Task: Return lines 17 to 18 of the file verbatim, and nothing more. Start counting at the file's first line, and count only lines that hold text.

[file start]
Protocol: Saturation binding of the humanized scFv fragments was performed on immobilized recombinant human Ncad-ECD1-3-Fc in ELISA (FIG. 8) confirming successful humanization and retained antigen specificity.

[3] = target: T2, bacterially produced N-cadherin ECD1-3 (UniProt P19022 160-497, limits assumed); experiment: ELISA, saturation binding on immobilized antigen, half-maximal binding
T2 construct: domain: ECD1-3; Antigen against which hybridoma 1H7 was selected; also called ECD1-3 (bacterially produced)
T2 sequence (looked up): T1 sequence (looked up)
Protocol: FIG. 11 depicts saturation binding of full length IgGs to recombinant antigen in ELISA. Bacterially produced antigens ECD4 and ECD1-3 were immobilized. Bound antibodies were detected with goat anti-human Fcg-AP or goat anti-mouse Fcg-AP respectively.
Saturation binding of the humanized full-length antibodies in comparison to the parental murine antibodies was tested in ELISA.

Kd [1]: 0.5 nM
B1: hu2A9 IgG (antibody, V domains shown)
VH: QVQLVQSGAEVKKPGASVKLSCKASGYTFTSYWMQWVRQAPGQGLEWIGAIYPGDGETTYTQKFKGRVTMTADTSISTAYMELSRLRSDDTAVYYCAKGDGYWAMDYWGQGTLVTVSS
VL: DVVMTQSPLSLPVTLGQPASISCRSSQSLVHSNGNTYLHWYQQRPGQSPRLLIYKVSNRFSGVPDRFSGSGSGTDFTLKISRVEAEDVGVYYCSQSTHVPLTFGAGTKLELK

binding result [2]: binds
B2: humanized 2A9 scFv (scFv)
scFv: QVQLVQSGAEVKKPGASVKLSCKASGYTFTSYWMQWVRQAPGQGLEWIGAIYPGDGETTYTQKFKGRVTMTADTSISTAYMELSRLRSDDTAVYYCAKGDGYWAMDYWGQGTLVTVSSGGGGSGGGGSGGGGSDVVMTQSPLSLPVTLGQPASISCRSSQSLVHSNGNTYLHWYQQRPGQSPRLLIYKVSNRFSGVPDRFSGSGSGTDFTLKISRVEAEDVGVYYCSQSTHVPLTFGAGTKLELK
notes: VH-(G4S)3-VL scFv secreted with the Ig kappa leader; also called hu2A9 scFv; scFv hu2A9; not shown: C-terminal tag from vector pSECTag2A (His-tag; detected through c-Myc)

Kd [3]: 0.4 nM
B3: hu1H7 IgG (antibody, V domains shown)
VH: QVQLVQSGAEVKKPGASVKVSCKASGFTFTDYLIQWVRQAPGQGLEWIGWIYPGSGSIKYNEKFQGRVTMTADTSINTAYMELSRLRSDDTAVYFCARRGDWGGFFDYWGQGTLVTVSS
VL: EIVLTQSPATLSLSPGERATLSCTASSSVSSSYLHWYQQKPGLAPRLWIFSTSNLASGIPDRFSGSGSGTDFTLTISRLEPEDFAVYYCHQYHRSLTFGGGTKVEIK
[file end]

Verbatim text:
VH: QVQLVQSGAEVKKPGASVKVSCKASGFTFTDYLIQWVRQAPGQGLEWIGWIYPGSGSIKYNEKFQGRVTMTADTSINTAYMELSRLRSDDTAVYFCARRGDWGGFFDYWGQGTLVTVSS
VL: EIVLTQSPATLSLSPGERATLSCTASSSVSSSYLHWYQQKPGLAPRLWIFSTSNLASGIPDRFSGSGSGTDFTLTISRLEPEDFAVYYCHQYHRSLTFGGGTKVEIK